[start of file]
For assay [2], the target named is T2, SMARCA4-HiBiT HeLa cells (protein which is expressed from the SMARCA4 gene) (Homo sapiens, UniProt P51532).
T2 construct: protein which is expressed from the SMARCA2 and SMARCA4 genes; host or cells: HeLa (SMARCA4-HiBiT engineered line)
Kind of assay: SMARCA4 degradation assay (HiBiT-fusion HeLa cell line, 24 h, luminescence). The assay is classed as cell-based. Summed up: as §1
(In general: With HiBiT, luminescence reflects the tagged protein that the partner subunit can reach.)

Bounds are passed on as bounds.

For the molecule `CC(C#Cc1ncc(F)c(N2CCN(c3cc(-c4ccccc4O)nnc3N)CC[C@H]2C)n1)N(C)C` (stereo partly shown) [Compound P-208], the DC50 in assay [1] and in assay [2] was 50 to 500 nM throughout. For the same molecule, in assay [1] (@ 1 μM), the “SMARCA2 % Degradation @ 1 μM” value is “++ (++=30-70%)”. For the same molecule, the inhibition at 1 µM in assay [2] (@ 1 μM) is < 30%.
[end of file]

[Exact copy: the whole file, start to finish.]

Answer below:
For assay [2], the target named is T2, SMARCA4-HiBiT HeLa cells (protein which is expressed from the SMARCA4 gene) (Homo sapiens, UniProt P51532).
T2 construct: protein which is expressed from the SMARCA2 and SMARCA4 genes; host or cells: HeLa (SMARCA4-HiBiT engineered line)
Kind of assay: SMARCA4 degradation assay (HiBiT-fusion HeLa cell line, 24 h, luminescence). The assay is classed as cell-based. Summed up: as §1
(In general: With HiBiT, luminescence reflects the tagged protein that the partner subunit can reach.)

Bounds are passed on as bounds.

For the molecule `CC(C#Cc1ncc(F)c(N2CCN(c3cc(-c4ccccc4O)nnc3N)CC[C@H]2C)n1)N(C)C` (stereo partly shown) [Compound P-208], the DC50 in assay [1] and in assay [2] was 50 to 500 nM throughout. For the same molecule, in assay [1] (@ 1 μM), the “SMARCA2 % Degradation @ 1 μM” value is “++ (++=30-70%)”. For the same molecule, the inhibition at 1 µM in assay [2] (@ 1 μM) is < 30%.